Otherwise known as…
Things you hear when you run a remodeling company with women.
Meetings at Fair & Square Remodeling are different than most remodeling companies in town. All the key people in the company are women. Company meetings consist of seven women and yours truly. Now I have to admit I can be a typical male. I generally don’t remember what my wife tells me five minutes after she gets done telling me it. I need to have my kids’ birthdays and wedding anniversary on my calendar so I don’t forget which days they are. I also have a honey-do list that never seems to get done.
I have also learned a lot about working with women and thought I would share these observations with you.
For example, I would never in a million years think to compare someone’s existing space to their old comfortable bra. That is just the conversation I found myself in this spring when I was looking at renovating a living room and dining room. This woman had owned the house for 30 years. She wanted to make a change to her house and I think she was trying to work through how she felt about the change.
She claimed her existing space was like an old, comfortable bra.
What am I supposed to say to this?
“Yeah, I know exactly what you mean,” doesn’t really sound appropriate. Talking about an old, comfortable bra is not a conversation I can get into after meeting someone for the first time for an hour. I mean, I won’t even go into Victoria’s Secret to shop for my wife because I think the salespeople will think I am a pervert.
Then this morning we are at our weekly project manager meeting and the woman who is in charge of developing our processes and systems didn’t have some part of a system done that we thought would be done. So she looks at Sarah* and says, “Don’t glare at me like that or I will cry.” I guess she spent a lot of time working on the project the night before. Again, what is the appropriate thing to say in a situation like this? “Hey, there is no crying in remodeling,” seems a bit insensitive. On the other hand, “Quit glaring at Ellen*,” seems to be a bit accusatory. *Names changed so I don’t get in trouble.
There are some things that are not confusing though. For example, being around so many women has taught me good interpersonal skills. It took a long time for me to catch on to the proper greeting when you meet with women. As you approach a woman, it is appropriate to say things like “Oh, hi Mickey. Hey, I love what you’ve done with your (hair, eyeglasses, jewelry, or shoes).”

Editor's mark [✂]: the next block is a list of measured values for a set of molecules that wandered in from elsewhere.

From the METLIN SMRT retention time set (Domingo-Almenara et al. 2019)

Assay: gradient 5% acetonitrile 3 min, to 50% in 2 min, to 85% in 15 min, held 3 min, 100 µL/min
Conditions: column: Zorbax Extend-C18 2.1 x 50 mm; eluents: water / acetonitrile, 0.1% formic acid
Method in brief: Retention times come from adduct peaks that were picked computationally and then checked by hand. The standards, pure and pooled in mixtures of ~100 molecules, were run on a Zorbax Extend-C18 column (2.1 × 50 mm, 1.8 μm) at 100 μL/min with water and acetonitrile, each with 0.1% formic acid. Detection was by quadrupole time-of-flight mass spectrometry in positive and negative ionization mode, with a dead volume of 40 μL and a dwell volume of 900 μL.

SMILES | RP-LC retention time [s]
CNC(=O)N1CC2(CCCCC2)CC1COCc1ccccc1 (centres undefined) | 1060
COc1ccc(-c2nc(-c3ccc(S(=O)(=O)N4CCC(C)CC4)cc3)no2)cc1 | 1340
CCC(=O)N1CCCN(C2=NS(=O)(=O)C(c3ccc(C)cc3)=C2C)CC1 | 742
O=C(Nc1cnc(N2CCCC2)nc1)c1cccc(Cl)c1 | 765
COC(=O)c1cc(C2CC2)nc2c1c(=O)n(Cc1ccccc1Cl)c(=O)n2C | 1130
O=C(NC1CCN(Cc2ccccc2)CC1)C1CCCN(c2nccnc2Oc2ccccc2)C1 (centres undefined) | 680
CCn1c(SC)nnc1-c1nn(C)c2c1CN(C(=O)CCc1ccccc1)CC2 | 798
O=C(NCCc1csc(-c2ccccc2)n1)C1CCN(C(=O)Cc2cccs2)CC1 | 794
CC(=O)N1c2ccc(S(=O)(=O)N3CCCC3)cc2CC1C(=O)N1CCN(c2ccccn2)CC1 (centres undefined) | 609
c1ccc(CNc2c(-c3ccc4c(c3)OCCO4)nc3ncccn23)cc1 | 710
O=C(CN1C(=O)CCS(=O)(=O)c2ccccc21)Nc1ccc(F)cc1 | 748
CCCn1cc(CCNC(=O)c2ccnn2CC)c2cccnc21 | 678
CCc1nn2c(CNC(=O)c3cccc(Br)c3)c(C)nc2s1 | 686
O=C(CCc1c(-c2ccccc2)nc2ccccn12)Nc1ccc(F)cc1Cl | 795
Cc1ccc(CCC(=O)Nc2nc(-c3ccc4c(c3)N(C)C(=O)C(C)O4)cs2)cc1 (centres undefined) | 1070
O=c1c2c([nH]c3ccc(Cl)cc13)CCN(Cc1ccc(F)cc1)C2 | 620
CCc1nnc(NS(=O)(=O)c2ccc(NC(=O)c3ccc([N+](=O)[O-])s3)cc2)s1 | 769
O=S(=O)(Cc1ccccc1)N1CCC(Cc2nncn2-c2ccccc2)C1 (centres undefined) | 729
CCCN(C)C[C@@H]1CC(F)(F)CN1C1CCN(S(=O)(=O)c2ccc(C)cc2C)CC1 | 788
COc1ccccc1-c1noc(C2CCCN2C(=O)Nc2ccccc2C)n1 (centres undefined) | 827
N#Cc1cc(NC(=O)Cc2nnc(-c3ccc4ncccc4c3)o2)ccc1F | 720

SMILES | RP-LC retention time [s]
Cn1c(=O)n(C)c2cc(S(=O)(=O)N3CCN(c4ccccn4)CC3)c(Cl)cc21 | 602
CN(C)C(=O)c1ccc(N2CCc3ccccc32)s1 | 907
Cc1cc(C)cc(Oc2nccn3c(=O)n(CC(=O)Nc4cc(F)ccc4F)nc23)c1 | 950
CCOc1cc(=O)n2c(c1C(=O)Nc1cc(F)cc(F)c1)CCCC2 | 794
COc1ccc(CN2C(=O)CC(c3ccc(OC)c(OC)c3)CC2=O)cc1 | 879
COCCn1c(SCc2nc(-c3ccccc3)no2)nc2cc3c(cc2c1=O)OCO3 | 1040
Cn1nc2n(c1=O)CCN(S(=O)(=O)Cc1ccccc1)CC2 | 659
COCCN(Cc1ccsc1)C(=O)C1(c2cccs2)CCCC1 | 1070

For guys out there reading this, I am serious – you have to try this. I think it is a rapport builder or something. I even tried it out on my wife and it worked there, too. (Hint: you have to do this on a few occasions when you are not it trouble with your wife. If you move right into this when you are in trouble, it doesn’t work so well.) Remember to stay focused. Blurting out, “Oh, hi. Your bra looks old and comfortable,” will not get the intended results.
Women also tend to be caregivers and want to take care of people. Both of my project managers are women and, of course, they are nurturing and caring. This also leads to strange conversations at times. I may hear something like, “I don’t think the plumber feels right about this.” (Feelings are important.) My first thought is, “I really don’t care how he feels about it, I just need it done.” Now, that would not be a sensitive approach to the situation and if I am going to be a good leader, I need to be sensitive. So, I usually ask a series of questions like, “What do you think the plumber would need to make him feel better about this?”
In the end, I know where I am going with this. The plumber is going to do what I need him to do or give me a solid reason why he can’t. It just takes a bit longer to get to that point but when we get there everyone feels good – except me, I feel impatient.
I do have a great team though; I find that women tend to think of the little things that most men wouldn’t consider when they are in someone’s home. I also think women are awesome at communication and at the end of the day, even if we have done the most beautiful renovation project for someone, if the vision and the process was not communicated well, there will likely be some less than happy clients
For more information on remodeling, visit Reflections in Remodeling on our blog.